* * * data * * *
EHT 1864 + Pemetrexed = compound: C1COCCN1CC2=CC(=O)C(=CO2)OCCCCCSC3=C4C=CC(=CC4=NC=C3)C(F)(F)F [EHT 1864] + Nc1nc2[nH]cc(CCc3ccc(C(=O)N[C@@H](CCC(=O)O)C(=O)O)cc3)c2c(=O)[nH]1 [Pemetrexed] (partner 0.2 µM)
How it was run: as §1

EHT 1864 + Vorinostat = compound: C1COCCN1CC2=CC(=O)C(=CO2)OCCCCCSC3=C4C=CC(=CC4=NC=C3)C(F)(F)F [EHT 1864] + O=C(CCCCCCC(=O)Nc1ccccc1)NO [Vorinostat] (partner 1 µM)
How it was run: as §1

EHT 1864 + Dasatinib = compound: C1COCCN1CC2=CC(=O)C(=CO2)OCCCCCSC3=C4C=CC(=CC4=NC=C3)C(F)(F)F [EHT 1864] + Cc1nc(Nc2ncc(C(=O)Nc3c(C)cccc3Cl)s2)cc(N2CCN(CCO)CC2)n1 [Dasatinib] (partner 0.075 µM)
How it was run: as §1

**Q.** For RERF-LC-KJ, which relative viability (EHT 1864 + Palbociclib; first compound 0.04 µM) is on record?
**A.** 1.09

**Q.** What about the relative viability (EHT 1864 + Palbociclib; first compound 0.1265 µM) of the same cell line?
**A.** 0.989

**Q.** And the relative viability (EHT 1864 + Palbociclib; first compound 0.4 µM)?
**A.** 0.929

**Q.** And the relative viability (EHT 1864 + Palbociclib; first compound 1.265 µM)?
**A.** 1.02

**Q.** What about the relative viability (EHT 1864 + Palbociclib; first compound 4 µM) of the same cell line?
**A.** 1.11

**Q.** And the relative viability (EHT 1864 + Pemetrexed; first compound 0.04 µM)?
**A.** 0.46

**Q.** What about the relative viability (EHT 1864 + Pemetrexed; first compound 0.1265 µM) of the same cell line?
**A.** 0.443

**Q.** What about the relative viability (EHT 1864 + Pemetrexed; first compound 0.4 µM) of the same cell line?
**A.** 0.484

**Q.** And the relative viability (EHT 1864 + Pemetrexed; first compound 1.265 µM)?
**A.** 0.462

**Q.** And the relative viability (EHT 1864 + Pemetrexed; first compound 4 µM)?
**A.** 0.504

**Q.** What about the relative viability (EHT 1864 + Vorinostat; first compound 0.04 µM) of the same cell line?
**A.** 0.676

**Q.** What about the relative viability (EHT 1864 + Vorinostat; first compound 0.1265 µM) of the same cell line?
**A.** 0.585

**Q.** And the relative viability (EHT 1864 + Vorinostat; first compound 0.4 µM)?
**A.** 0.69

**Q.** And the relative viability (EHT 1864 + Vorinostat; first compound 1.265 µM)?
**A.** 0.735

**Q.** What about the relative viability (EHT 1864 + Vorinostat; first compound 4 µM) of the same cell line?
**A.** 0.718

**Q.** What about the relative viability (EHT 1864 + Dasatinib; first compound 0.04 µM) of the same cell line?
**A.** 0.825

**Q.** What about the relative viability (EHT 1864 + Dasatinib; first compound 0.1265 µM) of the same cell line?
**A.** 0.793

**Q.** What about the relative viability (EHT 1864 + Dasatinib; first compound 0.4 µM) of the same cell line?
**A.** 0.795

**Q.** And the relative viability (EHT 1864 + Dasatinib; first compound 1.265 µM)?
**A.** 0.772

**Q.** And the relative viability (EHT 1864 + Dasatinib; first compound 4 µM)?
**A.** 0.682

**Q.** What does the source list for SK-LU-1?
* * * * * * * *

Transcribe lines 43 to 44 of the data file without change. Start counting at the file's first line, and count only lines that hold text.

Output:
**Q.** And the relative viability (EHT 1864 + Dasatinib; first compound 1.265 µM)?
**A.** 0.772